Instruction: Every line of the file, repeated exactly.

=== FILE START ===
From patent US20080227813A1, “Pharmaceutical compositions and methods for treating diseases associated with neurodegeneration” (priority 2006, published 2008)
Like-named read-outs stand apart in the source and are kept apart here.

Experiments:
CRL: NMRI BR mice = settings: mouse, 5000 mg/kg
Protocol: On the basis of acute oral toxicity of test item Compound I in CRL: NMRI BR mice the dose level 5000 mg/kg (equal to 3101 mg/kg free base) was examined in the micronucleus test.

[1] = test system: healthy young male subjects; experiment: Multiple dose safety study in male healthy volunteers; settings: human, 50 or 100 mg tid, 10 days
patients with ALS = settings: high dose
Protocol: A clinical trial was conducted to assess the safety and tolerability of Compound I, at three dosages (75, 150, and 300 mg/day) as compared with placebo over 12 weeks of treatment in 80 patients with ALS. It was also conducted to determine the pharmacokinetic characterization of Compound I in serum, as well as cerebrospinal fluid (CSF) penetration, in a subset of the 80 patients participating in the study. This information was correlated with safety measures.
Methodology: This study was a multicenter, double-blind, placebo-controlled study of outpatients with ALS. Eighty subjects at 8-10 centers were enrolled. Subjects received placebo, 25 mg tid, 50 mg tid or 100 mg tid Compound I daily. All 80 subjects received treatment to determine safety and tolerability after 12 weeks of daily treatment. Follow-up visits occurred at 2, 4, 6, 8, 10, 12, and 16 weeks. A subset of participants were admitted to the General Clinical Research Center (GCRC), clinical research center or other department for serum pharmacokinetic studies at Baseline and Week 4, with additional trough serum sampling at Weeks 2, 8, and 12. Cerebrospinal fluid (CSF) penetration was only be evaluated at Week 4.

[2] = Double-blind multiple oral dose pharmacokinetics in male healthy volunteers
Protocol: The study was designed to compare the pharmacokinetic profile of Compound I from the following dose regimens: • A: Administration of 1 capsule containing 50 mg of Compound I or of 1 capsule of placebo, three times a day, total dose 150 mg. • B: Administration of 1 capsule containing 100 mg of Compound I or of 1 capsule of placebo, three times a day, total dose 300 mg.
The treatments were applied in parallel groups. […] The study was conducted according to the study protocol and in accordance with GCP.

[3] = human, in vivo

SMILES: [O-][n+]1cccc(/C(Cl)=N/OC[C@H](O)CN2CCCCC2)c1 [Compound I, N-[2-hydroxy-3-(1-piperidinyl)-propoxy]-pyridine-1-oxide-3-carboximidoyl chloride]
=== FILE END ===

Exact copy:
From patent US20080227813A1, “Pharmaceutical compositions and methods for treating diseases associated with neurodegeneration” (priority 2006, published 2008)
Like-named read-outs stand apart in the source and are kept apart here.

Experiments:
CRL: NMRI BR mice = settings: mouse, 5000 mg/kg
Protocol: On the basis of acute oral toxicity of test item Compound I in CRL: NMRI BR mice the dose level 5000 mg/kg (equal to 3101 mg/kg free base) was examined in the micronucleus test.

[1] = test system: healthy young male subjects; experiment: Multiple dose safety study in male healthy volunteers; settings: human, 50 or 100 mg tid, 10 days
patients with ALS = settings: high dose
Protocol: A clinical trial was conducted to assess the safety and tolerability of Compound I, at three dosages (75, 150, and 300 mg/day) as compared with placebo over 12 weeks of treatment in 80 patients with ALS. It was also conducted to determine the pharmacokinetic characterization of Compound I in serum, as well as cerebrospinal fluid (CSF) penetration, in a subset of the 80 patients participating in the study. This information was correlated with safety measures.
Methodology: This study was a multicenter, double-blind, placebo-controlled study of outpatients with ALS. Eighty subjects at 8-10 centers were enrolled. Subjects received placebo, 25 mg tid, 50 mg tid or 100 mg tid Compound I daily. All 80 subjects received treatment to determine safety and tolerability after 12 weeks of daily treatment. Follow-up visits occurred at 2, 4, 6, 8, 10, 12, and 16 weeks. A subset of participants were admitted to the General Clinical Research Center (GCRC), clinical research center or other department for serum pharmacokinetic studies at Baseline and Week 4, with additional trough serum sampling at Weeks 2, 8, and 12. Cerebrospinal fluid (CSF) penetration was only be evaluated at Week 4.

[2] = Double-blind multiple oral dose pharmacokinetics in male healthy volunteers
Protocol: The study was designed to compare the pharmacokinetic profile of Compound I from the following dose regimens: • A: Administration of 1 capsule containing 50 mg of Compound I or of 1 capsule of placebo, three times a day, total dose 150 mg. • B: Administration of 1 capsule containing 100 mg of Compound I or of 1 capsule of placebo, three times a day, total dose 300 mg.
The treatments were applied in parallel groups. […] The study was conducted according to the study protocol and in accordance with GCP.

[3] = human, in vivo

SMILES: [O-][n+]1cccc(/C(Cl)=N/OC[C@H](O)CN2CCCCC2)c1 [Compound I, N-[2-hydroxy-3-(1-piperidinyl)-propoxy]-pyridine-1-oxide-3-carboximidoyl chloride]